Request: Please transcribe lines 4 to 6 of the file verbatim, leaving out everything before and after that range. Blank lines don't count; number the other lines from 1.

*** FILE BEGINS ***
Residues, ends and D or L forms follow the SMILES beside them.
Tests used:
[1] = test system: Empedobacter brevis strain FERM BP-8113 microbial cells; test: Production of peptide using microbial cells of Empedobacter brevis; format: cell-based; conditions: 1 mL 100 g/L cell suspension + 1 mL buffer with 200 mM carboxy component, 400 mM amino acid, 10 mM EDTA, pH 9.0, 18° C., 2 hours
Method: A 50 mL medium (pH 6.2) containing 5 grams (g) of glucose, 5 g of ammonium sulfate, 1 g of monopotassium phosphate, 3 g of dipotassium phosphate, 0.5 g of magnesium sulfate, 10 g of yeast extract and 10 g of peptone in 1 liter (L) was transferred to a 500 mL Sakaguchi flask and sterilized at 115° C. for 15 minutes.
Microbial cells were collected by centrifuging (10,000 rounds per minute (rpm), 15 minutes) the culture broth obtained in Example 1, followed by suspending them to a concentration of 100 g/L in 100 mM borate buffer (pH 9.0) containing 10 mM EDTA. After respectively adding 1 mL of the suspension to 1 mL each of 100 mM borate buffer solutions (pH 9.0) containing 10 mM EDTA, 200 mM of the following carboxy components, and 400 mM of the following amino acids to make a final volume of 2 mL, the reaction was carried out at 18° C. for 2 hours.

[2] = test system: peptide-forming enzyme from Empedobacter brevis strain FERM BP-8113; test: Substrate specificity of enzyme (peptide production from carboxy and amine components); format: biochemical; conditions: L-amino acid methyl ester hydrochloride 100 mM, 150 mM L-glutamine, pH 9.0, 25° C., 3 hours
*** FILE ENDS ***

Method: A 50 mL medium (pH 6.2) containing 5 grams (g) of glucose, 5 g of ammonium sulfate, 1 g of monopotassium phosphate, 3 g of dipotassium phosphate, 0.5 g of magnesium sulfate, 10 g of yeast extract and 10 g of peptone in 1 liter (L) was transferred to a 500 mL Sakaguchi flask and sterilized at 115° C. for 15 minutes.
Microbial cells were collected by centrifuging (10,000 rounds per minute (rpm), 15 minutes) the culture broth obtained in Example 1, followed by suspending them to a concentration of 100 g/L in 100 mM borate buffer (pH 9.0) containing 10 mM EDTA. After respectively adding 1 mL of the suspension to 1 mL each of 100 mM borate buffer solutions (pH 9.0) containing 10 mM EDTA, 200 mM of the following carboxy components, and 400 mM of the following amino acids to make a final volume of 2 mL, the reaction was carried out at 18° C. for 2 hours.

[2] = test system: peptide-forming enzyme from Empedobacter brevis strain FERM BP-8113; test: Substrate specificity of enzyme (peptide production from carboxy and amine components); format: biochemical; conditions: L-amino acid methyl ester hydrochloride 100 mM, 150 mM L-glutamine, pH 9.0, 25° C., 3 hours